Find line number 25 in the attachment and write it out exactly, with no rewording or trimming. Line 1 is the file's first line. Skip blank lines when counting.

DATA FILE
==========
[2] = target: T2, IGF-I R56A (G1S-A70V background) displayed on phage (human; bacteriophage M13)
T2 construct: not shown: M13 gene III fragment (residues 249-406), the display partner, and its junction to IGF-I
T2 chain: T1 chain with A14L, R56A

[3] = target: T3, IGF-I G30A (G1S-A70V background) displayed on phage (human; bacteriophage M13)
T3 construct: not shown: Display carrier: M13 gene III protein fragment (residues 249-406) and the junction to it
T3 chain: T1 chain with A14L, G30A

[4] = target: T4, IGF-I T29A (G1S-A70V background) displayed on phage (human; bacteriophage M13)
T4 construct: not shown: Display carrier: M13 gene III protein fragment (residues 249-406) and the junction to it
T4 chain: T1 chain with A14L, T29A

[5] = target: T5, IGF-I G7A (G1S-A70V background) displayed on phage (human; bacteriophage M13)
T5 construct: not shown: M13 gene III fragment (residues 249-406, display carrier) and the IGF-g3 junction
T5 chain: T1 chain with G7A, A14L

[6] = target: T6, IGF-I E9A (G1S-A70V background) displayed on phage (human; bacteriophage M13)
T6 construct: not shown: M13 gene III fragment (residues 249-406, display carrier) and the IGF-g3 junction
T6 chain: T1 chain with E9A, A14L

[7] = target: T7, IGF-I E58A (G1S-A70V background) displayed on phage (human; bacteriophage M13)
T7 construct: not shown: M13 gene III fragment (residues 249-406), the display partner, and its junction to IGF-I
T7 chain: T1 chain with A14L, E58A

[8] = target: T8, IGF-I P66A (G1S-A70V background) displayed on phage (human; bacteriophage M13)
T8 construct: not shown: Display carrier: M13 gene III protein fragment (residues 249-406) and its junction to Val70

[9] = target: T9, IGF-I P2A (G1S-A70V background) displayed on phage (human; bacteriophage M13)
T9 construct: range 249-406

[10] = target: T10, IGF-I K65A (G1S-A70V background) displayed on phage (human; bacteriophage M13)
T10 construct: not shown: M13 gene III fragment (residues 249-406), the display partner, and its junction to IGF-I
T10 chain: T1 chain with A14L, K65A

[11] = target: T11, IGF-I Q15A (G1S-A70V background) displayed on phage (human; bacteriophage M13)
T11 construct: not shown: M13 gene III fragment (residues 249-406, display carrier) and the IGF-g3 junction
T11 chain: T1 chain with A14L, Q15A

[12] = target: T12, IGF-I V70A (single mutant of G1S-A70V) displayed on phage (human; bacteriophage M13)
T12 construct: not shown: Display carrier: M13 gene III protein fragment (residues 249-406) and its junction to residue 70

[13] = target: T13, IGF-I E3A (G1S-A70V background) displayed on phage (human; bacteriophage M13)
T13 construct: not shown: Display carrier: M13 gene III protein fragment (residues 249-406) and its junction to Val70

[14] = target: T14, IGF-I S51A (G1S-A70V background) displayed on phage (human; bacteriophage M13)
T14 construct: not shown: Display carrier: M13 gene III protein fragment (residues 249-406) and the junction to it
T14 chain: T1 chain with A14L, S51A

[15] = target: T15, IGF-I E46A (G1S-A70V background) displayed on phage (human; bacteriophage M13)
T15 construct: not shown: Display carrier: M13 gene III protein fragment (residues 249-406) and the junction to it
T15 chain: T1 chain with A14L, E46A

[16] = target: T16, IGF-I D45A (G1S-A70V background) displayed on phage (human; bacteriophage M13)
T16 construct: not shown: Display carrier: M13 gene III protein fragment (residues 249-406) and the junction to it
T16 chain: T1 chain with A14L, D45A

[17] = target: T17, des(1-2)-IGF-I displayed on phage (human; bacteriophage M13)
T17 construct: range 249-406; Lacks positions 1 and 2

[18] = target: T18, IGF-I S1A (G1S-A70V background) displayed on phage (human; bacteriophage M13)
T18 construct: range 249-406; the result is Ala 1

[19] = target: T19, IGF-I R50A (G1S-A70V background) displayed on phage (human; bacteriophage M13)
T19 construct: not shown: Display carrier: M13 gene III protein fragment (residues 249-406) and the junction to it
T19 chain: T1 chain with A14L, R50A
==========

T10 chain: T1 chain with A14L, K65A